This marks the end of MySQL database installation.
sudo apt-get install php5 libapache2-mod-php5 php5-mcrypt php5-gd php5-xmlrpc php5-curl
It is necessary to add php to the directory index, to serve the relevant php index files. This is the first time we’re going to use nano.
sudo nano /etc/apache2/mods-enabled/dir.conf
This opens nano in the same terminal window. Overwrite the contents of the dir.conf file with the following text:
DirectoryIndex index.php index.html index.cgi index.pl index.php index.xhtml index.htm
Press Ctrl+O to save and Ctrl+X to exit nano.
Now we create a test php file to make sure everything is running fine:
sudo nano /var/www/info.php
This should be content of the info.php file:
<h3 align="center">"Awesomeness has no charge" - Po the Panda</h3>
Restart the Apache web server by typing the following command:
sudo service apache2 restart
Open your browser and type the following URL:
And you should get something like this:
This concludes our preliminary setup.
Setting up WordPress
Part 1: Download and installation
Run the following commands in the terminal.
sudo wget http://wordpress.org/latest.tar.gz
sudo tar -xzvf latest.tar.gz
This set of commands downloads and extracts the WordPress files inside the www directory (that’s the base directory of the Apache webserver). The installation of WordPress is accessible under http://localhost/wordpress.
Part 2. Creating a new MySQL database
We will now create a new MySQL database called “wpubuntu”. Remember we set the root password to “qwerty” in our tutorial. Let us login to the MySQL terminal:
mysql -u root -p
Enter your root password and the MySQL terminal should open, which is indicated by the prompt “mysql>”.
Next, we type the MySQL command for creating a new database:
CREATE DATABASE wpubuntu;
And finally we exit the MySQL terminal by entering:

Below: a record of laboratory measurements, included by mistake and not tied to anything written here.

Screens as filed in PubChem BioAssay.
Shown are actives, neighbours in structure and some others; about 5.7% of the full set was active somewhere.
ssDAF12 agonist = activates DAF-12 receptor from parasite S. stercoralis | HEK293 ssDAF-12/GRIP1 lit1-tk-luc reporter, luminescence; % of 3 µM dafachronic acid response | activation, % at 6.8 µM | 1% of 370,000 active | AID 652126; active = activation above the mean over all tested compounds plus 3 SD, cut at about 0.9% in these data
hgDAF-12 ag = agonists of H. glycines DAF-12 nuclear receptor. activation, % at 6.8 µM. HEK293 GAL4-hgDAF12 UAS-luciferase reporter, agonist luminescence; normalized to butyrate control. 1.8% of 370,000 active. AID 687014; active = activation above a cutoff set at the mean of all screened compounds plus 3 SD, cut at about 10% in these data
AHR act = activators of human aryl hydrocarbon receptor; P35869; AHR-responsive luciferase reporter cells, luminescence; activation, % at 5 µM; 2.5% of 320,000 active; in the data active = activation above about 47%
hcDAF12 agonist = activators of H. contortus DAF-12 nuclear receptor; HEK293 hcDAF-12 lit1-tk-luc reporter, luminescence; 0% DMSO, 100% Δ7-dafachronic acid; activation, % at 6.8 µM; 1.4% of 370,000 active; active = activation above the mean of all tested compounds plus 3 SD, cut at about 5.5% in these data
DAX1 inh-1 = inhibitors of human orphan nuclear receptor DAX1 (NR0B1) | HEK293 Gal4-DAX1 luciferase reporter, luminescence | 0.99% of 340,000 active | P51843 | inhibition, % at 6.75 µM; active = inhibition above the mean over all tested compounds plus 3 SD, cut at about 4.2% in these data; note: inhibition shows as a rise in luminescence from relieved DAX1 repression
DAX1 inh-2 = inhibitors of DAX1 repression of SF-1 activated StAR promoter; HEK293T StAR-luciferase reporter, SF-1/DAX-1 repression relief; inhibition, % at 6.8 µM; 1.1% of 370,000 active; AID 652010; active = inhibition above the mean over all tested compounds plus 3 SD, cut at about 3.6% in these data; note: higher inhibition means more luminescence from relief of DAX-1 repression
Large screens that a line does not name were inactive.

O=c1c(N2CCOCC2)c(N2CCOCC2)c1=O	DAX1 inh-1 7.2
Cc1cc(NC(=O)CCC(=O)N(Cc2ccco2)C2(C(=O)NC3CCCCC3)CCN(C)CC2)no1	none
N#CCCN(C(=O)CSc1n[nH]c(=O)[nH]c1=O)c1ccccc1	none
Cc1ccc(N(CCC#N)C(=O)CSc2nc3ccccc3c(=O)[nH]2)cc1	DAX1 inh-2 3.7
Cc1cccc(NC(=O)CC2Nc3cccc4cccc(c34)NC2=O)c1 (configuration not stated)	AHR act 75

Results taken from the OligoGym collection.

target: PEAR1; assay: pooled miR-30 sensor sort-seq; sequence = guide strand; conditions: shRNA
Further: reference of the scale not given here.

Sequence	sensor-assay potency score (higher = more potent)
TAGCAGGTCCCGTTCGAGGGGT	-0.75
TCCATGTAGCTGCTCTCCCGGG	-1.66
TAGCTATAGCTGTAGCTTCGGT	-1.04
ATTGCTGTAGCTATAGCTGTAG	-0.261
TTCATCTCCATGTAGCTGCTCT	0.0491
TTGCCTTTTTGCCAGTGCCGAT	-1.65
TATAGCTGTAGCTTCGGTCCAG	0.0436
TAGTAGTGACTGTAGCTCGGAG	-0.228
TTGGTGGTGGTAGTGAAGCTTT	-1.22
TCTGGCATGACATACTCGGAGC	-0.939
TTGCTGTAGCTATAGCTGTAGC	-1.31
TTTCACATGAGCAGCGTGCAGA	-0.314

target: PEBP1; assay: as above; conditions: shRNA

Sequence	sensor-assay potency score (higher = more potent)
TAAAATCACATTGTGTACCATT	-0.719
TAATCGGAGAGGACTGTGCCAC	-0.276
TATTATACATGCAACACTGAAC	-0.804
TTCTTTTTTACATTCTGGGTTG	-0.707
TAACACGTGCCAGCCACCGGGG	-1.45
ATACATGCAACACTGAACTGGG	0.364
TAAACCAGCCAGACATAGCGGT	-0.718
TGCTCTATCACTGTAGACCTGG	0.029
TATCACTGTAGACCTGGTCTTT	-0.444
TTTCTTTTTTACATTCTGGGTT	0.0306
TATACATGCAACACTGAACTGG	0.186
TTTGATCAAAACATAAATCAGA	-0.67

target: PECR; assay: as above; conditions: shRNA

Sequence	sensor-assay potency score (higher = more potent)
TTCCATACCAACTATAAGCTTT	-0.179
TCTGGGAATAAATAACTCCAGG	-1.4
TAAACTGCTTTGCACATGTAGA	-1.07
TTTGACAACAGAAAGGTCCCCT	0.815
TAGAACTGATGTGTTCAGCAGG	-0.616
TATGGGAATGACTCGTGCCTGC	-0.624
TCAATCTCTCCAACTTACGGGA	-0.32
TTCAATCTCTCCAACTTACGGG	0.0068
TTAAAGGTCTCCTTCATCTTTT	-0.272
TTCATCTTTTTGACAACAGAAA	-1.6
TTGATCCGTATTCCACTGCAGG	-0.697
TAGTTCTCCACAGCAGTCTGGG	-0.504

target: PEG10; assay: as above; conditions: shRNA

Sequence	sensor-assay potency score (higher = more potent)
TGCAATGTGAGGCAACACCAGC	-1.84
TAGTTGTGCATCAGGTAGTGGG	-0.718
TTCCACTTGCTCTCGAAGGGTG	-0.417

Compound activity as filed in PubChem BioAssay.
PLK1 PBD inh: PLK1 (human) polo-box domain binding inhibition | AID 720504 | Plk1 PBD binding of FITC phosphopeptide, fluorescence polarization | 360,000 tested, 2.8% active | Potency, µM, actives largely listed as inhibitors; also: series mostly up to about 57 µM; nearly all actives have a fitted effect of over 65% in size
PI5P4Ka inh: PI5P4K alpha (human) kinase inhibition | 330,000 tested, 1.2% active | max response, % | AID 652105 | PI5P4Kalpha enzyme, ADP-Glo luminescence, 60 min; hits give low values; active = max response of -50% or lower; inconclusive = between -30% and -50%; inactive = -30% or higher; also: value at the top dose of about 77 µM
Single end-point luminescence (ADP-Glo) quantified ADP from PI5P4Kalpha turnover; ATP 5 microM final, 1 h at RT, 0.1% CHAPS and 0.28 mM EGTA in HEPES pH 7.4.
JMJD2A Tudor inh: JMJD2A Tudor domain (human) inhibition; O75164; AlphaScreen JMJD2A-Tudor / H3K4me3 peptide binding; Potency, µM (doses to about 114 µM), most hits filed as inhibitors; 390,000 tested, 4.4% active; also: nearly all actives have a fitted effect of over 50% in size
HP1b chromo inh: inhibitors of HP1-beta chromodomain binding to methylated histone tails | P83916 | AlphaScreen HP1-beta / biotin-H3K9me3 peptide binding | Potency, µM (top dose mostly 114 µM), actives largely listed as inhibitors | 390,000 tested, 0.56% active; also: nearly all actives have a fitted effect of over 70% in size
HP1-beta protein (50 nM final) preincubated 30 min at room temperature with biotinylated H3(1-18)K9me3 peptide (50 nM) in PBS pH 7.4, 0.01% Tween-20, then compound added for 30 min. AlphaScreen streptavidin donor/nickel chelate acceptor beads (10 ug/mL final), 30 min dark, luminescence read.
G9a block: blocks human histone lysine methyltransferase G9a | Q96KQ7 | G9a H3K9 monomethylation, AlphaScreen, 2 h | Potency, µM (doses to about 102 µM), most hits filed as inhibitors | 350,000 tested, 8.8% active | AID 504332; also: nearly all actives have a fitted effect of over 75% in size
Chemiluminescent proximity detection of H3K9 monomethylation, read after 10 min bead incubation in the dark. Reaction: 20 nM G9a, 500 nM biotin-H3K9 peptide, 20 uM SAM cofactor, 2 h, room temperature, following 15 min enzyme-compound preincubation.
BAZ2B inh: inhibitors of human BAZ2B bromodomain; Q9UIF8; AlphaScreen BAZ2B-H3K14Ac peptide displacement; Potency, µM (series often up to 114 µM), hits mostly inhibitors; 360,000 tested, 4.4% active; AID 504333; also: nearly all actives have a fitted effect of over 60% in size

Here is an overview of the entire process:
sourav@ubuntu:/var/www$ mysql -u root -p
Welcome to the MySQL monitor. Commands end with ; or \g.
Your MySQL connection id is 44
Server version: 5.5.29-0ubuntu0.12.04.2 (Ubuntu)
Copyright (c) 2000, 2012, Oracle and/or its affiliates. All rights reserved.
Oracle is a registered trademark of Oracle Corporation and/or its
affiliates. Other names may be trademarks of their respective
Type 'help;' or '\h' for help. Type '\c' to clear the current input statement.
mysql> CREATE DATABASE wpubuntu;
Query OK, 1 row affected (0.00 sec)
mysql> FLUSH PRIVILEGES;
Query OK, 0 rows affected (0.00 sec)
Now you have successfully created a new MySQL database ready to be used by WordPress.
Part 3. Configuring WordPress
Open the following URL in your browser:
You should see this image:
Click on Create Configuration File, followed by Let’s Go in the next step. In the 3rd step, enter the details as follows:
Database Name: wpubuntu
User Name: root
Password: qwerty (or whatever password you've used for the root user)
Database Host: localhost
Table Prefix: pxa_
Click on Submit. If you’ve followed the steps correctly, you should get this message:
In the following step, setup your site title, user and password. I would recommend un-checking the “Allow search engines to index this site” box since we don’t want our offline/experimental site to be crawled by search engines.
And voilà, you have a fully working offline installation of WordPress on Ubuntu!